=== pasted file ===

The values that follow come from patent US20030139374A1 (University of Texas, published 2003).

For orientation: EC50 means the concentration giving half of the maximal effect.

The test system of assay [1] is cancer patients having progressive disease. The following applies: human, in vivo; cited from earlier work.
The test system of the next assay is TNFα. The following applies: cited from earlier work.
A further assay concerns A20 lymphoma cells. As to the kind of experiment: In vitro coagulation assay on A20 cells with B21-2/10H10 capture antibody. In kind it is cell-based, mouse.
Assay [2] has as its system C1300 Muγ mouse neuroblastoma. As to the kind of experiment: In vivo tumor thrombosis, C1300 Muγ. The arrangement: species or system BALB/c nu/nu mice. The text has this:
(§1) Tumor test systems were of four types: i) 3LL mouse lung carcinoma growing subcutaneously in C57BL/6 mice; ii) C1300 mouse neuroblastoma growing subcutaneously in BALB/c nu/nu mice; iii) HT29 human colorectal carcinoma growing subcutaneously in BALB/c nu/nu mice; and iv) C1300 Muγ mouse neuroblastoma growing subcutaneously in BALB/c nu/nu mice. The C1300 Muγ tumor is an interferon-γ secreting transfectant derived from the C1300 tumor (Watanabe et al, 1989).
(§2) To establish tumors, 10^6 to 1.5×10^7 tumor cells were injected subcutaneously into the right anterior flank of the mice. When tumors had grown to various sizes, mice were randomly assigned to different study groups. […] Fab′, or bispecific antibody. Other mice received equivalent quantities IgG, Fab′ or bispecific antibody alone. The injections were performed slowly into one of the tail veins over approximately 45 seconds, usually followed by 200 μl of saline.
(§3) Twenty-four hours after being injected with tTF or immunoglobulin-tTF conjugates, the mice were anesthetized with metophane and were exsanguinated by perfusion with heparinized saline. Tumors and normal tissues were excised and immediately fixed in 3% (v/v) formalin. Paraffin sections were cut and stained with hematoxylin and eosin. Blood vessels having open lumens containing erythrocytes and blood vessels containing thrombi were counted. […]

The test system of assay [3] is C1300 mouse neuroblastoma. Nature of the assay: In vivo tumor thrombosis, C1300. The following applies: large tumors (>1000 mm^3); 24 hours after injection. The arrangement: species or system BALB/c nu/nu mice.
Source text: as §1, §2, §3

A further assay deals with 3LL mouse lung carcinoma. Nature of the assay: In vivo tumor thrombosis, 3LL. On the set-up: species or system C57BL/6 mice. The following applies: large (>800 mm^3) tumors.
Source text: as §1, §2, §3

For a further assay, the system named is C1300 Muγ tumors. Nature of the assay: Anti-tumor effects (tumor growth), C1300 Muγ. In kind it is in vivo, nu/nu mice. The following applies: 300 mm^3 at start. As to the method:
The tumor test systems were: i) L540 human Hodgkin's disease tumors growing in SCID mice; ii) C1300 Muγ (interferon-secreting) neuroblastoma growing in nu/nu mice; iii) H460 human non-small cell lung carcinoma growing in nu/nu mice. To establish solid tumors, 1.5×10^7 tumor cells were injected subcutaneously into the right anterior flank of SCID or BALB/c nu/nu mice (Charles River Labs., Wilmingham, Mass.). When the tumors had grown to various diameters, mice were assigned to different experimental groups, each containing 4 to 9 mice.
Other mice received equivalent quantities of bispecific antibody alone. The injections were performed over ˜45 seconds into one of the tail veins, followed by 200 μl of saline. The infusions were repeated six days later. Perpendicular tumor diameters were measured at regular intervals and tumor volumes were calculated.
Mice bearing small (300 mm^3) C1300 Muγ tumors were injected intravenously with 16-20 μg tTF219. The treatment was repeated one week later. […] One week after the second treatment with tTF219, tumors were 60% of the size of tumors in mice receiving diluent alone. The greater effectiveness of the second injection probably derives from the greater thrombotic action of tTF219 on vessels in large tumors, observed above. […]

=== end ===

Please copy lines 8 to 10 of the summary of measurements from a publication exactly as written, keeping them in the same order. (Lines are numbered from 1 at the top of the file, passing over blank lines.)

(§2) To establish tumors, 10^6 to 1.5×10^7 tumor cells were injected subcutaneously into the right anterior flank of the mice. When tumors had grown to various sizes, mice were randomly assigned to different study groups. […] Fab′, or bispecific antibody. Other mice received equivalent quantities IgG, Fab′ or bispecific antibody alone. The injections were performed slowly into one of the tail veins over approximately 45 seconds, usually followed by 200 μl of saline.
(§3) Twenty-four hours after being injected with tTF or immunoglobulin-tTF conjugates, the mice were anesthetized with metophane and were exsanguinated by perfusion with heparinized saline. Tumors and normal tissues were excised and immediately fixed in 3% (v/v) formalin. Paraffin sections were cut and stained with hematoxylin and eosin. Blood vessels having open lumens containing erythrocytes and blood vessels containing thrombi were counted. […]

The test system of assay [3] is C1300 mouse neuroblastoma. Nature of the assay: In vivo tumor thrombosis, C1300. The following applies: large tumors (>1000 mm^3); 24 hours after injection. The arrangement: species or system BALB/c nu/nu mice.